As long as you are wielding a sword, you gain +1 Defense per odd Sword Mage template and +1 Attack per even Sword Mage template.

To cast your spells and cantrips, you must wield a sword (touching a sword in a scabbard is enough) and may not be encumbered.

  1. Polish: Remove stains, dirt or rust from metal and polish it to mirror brightness.
  2. Magic Weapon: As a part of your attack, you may burn a MD to gain +1 to hit and damage.
  3. Perfect Parry: As a reaction to an incoming attack, you may burn a MD to reduce the damage by 1d6 points.
Ehm... NSFW?

Spell List:

1. Thousand Cuts
R: melee; T: creatures; D: 0

Split [sum] damage among creatures in range in any way you want, no Save or Attack roll.

2. Wind Slash
R: [dice] x 50'; T: line; D: 0

Roll a single Attack roll and compare it against Defense of all creatures and objects in a line. They take damage as if they were hit by your weapon.

3. Void Scabbard
R: touch; T: [dice] weapons; D: permanent until discharged

You stash [dice] weapons Elsewhere, where they remain in stasis until you will (one of) them to appear in your hand.

4. Blade of Grass
R: touch; T: object; D: [sum] minutes

Use any object as if it could cut, from grass to your own fingers. The enchanted item counts as a sword and deals damage based on [dice] invested (plus Str mod).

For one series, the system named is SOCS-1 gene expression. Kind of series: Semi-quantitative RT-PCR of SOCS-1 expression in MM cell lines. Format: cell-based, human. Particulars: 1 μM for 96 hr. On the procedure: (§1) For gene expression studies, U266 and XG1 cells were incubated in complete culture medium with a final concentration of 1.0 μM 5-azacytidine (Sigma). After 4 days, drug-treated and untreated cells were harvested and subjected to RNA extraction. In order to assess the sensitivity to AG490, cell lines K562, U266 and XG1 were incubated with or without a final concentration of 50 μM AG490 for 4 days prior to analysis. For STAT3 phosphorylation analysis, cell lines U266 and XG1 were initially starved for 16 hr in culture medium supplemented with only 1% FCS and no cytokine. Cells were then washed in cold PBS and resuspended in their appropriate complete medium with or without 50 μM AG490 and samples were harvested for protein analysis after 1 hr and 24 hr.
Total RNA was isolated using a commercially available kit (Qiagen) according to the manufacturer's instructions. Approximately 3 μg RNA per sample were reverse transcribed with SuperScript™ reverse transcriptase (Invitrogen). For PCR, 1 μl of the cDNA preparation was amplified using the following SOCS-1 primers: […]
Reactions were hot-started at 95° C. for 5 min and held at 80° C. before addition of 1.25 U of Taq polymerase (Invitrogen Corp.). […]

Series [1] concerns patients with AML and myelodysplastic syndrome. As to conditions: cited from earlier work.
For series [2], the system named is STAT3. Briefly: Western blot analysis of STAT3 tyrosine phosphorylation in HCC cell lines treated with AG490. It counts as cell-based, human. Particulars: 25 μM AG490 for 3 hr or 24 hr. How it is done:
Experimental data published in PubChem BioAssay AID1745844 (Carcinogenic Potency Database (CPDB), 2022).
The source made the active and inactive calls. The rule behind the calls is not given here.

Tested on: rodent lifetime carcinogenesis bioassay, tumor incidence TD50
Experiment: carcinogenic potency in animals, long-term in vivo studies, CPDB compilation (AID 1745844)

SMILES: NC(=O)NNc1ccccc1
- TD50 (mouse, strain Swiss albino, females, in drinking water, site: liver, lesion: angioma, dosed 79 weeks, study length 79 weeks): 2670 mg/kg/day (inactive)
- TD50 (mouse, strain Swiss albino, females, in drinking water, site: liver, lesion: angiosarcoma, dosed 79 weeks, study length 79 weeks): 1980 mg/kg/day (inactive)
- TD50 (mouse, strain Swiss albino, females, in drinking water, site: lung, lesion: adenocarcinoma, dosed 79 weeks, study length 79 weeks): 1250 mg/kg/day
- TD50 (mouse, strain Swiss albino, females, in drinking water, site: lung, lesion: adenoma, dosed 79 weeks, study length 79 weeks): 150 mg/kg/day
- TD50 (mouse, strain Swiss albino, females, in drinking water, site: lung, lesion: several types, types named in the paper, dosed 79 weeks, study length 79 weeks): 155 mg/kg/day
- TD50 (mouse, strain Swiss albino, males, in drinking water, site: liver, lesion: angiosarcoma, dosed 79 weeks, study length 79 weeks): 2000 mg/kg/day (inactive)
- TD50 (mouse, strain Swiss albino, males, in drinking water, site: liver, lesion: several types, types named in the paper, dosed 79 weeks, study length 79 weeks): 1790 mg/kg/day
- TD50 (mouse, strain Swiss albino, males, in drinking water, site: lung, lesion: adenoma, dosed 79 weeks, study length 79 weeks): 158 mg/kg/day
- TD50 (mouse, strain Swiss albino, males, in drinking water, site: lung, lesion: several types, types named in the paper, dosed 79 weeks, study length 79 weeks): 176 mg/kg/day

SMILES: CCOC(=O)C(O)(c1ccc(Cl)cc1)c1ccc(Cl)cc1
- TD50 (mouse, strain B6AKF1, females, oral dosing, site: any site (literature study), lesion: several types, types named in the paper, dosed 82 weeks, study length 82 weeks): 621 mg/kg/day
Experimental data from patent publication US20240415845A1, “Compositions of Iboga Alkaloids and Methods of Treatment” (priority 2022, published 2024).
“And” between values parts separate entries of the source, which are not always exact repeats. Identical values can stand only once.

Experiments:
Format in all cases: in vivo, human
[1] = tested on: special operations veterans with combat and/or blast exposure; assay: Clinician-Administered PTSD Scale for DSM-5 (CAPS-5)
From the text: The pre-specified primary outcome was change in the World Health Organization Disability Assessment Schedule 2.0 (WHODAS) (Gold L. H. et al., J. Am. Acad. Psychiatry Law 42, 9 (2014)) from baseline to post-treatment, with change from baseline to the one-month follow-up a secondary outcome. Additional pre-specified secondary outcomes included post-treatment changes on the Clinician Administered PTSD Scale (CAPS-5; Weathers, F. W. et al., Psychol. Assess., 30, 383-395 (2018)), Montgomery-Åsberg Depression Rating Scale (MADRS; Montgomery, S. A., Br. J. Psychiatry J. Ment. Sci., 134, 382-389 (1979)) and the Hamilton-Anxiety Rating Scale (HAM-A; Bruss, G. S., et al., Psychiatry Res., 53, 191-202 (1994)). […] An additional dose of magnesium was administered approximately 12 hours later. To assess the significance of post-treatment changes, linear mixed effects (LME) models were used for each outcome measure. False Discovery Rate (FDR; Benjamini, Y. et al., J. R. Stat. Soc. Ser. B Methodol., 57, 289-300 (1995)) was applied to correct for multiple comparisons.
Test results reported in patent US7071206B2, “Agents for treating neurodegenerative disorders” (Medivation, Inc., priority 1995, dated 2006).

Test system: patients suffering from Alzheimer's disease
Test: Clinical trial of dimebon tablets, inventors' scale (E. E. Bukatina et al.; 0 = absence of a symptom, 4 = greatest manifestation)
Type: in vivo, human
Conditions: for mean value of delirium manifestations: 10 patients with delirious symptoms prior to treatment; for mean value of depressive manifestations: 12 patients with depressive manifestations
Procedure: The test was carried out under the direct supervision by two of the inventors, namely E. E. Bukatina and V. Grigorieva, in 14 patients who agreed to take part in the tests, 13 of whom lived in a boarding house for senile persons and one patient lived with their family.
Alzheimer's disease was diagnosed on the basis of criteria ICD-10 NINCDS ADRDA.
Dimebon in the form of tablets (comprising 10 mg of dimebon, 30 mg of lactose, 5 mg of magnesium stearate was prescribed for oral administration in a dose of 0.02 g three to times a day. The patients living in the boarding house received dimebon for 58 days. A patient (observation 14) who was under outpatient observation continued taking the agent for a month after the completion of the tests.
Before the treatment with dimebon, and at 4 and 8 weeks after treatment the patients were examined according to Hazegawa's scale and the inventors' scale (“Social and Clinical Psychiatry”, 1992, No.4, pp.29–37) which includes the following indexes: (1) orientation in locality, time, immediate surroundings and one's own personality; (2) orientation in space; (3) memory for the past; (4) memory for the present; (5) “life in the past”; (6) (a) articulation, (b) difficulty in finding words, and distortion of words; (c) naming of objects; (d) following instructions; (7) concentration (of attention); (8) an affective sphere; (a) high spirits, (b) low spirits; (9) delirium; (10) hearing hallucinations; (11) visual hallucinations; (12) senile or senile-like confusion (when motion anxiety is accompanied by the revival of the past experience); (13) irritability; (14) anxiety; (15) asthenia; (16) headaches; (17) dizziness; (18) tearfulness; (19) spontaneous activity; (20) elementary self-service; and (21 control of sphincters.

1 [die]   1d6
2 [dice] 1d8
3 [dice] 1d10
4 [dice] 1d12
5. Soul-Splitting Strike
R: touch; T: wielded sword; D: [sum] rounds

You may cut immaterial spirits (ghosts, demons, etc).

At 2 [dice], you can attack a possessing spirit without harming the host. At 4 [dice] and at GM's discretion, you may cut souls or abstract concepts. You might for example cut away a memory to make someone forget, cut a prepared spell right from the caster's brain, cut away people's shadows, or cut down their emotions.

6. Glory of Perfected Aggression
R: touch; T: wielded sword; D: [sum] rounds

Your sword lashes with graceful bloodlust, bending in impossible directions to strike at your target. Even if you miss a melee attack, the target still takes [dice] damage.

7. Principle of Cutting
R: touch; T: wielded sword; D: [sum] rounds

You can cut materials harder than your sword. Ignore any hardness, damage reduction, or resistances of materials you cut.

At 1 [die], you can cut steel as easily as flesh. At 2 [dice], you may cut through magical materials or enchanted items with ease. Adamantine splits like wood. At 3 [dice], you may attempt to sunder force effects (magical barriers such as wall of force). At 4 [dice], you may attempt to destroy artifacts.